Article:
Over the last 20 years, doctors and specialists have not known what was wrong, or what to do with me, but they did give me some pills, which helped, plus two different, incorrect diagnoses which didn't.
I was stuck with it.
My mindset was all over the place. Work was something I had to do for money, it wasn't supposed to be enjoyed, and I bent over backwards to do the creative stuff I loved in my spare time. I was convinced I would have to do something creative for a living because I enjoy it – isn’t that how it works when people enjoy their lives? But I couldn’t think of a way to do this without burning out.
So I stayed on the wheel – trying to do everything, and achieving lots but so far away from a career I was happy with, or that felt good for my health.
Skip to the end
Eventually I got a diagnosis of fibromyalgia, which, if you know about this disease is still pretty vague and not everyone even believes in it. Still, it was a label I could give people when they asked why using my computer looks like driving a train.
Fibromyalgia explained all my symptoms, and some of the new ones that pop up occasionally.
Fast forward to my recovery from some personal difficulty I was going through which include life coaching. I was blown away.
Like, wait a minute, this works. Is this something I can actually do? And could I do it without working in a company? Without working 9 to 5:30 p.m. just because those are your hours?
Turns out – although it took a few years to realise the dream – it was. Plus, setting my own business up was the absolute answer to being stuck in a job I felt I could never shine at, because of daft, invisible, physical limitations, plus the glaring fact I didn't enjoy my job any more.
And here’s what's interesting thinking back. To get myself out of the feeling of frustration and often low worth I’d experienced over the years, I had to employ a lot of the techniques I was learning to be a life coach on myself. And so much became down to money mindset.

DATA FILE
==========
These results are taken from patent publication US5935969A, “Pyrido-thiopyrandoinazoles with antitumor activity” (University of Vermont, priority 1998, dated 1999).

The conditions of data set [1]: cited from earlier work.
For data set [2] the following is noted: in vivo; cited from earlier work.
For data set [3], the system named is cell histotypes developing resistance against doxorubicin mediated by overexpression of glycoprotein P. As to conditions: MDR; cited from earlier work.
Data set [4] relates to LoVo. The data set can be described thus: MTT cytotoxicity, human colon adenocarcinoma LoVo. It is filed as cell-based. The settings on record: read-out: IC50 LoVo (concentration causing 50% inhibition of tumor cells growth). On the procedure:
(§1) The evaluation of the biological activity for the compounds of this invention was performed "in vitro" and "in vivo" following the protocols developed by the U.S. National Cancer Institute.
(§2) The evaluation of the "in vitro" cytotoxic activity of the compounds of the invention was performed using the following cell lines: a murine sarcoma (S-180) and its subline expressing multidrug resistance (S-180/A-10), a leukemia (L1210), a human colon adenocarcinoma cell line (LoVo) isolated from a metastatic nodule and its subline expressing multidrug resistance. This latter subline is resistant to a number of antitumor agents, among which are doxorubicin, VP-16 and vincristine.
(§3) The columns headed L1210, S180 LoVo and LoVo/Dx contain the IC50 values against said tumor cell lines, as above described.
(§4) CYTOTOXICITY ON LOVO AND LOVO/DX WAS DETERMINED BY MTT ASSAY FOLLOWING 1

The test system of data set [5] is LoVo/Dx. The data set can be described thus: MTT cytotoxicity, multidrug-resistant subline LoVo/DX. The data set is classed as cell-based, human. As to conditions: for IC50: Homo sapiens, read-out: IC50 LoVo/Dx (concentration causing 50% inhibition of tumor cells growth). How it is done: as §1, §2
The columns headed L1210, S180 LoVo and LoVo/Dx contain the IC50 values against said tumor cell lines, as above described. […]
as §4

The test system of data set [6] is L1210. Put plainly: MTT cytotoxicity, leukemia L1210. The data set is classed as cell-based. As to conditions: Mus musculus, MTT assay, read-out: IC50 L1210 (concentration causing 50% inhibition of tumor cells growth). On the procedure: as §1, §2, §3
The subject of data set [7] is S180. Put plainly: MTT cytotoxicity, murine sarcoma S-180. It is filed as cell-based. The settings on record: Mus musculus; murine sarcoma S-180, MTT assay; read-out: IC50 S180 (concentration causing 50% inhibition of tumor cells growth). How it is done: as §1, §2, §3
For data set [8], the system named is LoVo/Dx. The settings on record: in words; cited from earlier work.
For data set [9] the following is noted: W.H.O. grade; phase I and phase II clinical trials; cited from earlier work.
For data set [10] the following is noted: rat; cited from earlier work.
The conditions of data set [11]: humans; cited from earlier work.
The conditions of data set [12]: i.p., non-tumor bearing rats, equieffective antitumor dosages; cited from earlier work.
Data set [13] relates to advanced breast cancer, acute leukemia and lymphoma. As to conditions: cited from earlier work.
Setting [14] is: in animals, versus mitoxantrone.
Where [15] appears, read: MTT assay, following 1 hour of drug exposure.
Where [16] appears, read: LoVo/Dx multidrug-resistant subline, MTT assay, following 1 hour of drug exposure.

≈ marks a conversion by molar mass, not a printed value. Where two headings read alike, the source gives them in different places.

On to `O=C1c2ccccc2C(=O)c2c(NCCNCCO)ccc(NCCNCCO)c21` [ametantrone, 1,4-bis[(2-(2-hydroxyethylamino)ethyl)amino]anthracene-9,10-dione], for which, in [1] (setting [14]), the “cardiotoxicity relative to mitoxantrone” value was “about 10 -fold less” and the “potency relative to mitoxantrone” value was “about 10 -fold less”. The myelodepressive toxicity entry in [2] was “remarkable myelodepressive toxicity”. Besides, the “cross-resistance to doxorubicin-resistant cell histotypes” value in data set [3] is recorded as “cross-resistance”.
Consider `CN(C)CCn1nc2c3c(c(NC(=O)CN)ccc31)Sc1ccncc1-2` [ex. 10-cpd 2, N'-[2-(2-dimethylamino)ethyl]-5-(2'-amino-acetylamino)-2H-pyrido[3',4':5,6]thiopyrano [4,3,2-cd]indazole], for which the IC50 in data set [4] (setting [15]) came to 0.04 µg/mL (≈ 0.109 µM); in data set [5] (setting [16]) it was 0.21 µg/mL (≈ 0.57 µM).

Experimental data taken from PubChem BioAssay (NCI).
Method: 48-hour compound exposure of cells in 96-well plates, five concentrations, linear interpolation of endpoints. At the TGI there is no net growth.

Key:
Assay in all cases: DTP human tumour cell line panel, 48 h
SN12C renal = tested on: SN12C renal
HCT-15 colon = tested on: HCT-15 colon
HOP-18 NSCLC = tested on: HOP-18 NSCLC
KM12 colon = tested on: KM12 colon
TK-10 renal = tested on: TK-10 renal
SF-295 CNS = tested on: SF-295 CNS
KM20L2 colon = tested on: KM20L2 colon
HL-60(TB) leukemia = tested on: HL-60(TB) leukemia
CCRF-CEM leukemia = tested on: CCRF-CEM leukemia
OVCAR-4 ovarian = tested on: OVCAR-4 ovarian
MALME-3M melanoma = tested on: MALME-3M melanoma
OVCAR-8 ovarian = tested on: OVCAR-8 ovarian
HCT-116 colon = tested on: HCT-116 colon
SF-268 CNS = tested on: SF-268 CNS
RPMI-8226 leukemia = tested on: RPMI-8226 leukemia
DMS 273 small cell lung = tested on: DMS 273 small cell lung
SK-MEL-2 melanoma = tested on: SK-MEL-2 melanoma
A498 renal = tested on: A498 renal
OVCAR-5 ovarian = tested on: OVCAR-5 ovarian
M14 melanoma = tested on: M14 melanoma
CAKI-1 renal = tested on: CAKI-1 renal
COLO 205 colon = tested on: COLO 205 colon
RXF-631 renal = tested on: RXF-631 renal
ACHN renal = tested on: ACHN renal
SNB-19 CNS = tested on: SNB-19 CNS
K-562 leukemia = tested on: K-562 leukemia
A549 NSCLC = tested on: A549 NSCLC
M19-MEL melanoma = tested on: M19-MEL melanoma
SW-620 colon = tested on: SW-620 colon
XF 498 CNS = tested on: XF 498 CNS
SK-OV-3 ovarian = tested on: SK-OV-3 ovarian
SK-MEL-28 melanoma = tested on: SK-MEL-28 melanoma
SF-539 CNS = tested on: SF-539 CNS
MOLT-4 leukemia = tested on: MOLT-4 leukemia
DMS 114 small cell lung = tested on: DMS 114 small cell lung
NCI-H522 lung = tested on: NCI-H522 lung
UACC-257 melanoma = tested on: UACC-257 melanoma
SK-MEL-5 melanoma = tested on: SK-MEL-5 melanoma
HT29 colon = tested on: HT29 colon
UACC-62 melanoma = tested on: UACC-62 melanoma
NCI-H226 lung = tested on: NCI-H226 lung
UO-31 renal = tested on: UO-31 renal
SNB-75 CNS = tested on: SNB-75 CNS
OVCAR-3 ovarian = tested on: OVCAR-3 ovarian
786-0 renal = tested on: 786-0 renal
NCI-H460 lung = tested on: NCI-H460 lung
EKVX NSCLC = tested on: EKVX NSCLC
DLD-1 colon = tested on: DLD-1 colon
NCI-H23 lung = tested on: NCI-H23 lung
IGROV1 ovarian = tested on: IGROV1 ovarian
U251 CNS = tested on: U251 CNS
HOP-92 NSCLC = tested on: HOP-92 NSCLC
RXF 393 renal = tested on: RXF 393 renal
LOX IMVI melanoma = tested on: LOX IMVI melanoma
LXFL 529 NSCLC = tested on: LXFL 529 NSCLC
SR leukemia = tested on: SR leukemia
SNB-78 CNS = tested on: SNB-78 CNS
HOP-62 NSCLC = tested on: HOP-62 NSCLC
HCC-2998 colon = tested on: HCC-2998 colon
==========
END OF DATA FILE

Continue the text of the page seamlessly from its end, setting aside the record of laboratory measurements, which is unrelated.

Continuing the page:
To really make my new glossy business work I had to let go of a bunch mindset things and get out of my own flippin' way. Or ‘leave the shitty baggage at the door’ as a much loved College drama teacher used to say to our class.
Here’s what I had to drop –
Making money means hard, often painful work
You can't make money doing something you enjoy
It’s better to be happy than have money (who knew you can have both)
And a ton of other stuff that I routinely come across whenever I hit a new level that scares me. Mindset work is an ongoing thing, and it never ends, but the gorgeous thing about it is that once you start noticing and changing how you think about the things you’ve always done, and the way you always reacted to things, you're on the way to changing everything.
We call it mindset 'work' but really it’s just discovery. What’s better than discovering more about yourself? To feel better, more worthy, more capable and open to truly amazing things happening. Or open to you creating your own amazing thing. Like a business. Like an understanding, wonderful relationship. Like living in my dream house and getting to choose when I work and when I look after myself. Like confidence in my ability to help and faith in oh-so-much possibility. That's not 'work', is it?
So I'm ok. I'm good! This isn’t the end of this odd journey for me it still feels so much like a beginning. I have the best job in the world because I get to share all of this with others, and help them feel the same. For a living (so cool!).
Our stories matter. We are all made of stories. What will yours be? 💚
PS - Download my free guide to get in the right mindset so you can happily raise your worth - 3 Steps to Confidently Raising your Prices
PPS - And, if you think your money beliefs are holding you back and you're ready to uncover and release them for yourself, book a free 30 Minute Breakthrough Chat with me.